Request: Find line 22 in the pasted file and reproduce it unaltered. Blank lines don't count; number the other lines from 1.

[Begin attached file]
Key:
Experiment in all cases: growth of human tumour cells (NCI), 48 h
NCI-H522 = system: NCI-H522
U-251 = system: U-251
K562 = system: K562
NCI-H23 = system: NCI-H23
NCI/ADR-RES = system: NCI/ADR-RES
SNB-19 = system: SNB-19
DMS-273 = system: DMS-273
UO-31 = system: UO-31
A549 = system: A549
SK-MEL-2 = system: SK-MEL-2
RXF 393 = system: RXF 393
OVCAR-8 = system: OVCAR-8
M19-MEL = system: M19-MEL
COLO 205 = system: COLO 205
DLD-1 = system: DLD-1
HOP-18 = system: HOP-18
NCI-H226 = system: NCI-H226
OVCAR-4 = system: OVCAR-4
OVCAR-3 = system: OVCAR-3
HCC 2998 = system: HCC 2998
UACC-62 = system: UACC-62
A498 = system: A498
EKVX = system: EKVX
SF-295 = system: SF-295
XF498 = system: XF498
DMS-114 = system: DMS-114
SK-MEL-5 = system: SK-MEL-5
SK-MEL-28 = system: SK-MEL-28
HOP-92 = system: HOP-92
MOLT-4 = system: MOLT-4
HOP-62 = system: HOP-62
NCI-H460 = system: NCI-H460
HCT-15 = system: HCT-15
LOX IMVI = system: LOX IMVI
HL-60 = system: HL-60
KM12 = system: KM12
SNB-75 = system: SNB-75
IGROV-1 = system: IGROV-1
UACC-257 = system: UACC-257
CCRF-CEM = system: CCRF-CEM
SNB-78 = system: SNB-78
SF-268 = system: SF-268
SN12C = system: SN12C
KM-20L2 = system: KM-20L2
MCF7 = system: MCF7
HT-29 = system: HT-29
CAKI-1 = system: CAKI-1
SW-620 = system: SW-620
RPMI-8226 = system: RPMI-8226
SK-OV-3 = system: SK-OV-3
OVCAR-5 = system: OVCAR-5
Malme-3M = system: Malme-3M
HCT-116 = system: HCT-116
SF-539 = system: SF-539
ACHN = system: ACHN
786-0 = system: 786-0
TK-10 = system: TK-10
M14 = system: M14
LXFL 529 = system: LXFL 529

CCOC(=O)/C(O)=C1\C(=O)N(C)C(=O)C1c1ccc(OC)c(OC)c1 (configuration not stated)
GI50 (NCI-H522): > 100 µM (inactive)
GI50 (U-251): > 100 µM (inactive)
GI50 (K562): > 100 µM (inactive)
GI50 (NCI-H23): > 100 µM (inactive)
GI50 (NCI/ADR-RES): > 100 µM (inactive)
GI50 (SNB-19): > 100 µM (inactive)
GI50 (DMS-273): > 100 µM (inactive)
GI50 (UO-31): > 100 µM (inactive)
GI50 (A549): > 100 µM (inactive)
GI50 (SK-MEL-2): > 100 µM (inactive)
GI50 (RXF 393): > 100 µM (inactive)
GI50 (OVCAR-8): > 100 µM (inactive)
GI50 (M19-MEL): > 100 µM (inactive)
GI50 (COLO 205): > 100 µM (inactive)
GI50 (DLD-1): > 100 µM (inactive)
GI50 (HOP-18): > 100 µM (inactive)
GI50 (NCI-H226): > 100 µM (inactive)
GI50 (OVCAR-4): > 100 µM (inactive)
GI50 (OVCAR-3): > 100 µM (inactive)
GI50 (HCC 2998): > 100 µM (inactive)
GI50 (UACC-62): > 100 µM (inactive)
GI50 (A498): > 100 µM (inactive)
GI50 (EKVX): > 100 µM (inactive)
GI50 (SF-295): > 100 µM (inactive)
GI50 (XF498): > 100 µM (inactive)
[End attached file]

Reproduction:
HCC 2998 = system: HCC 2998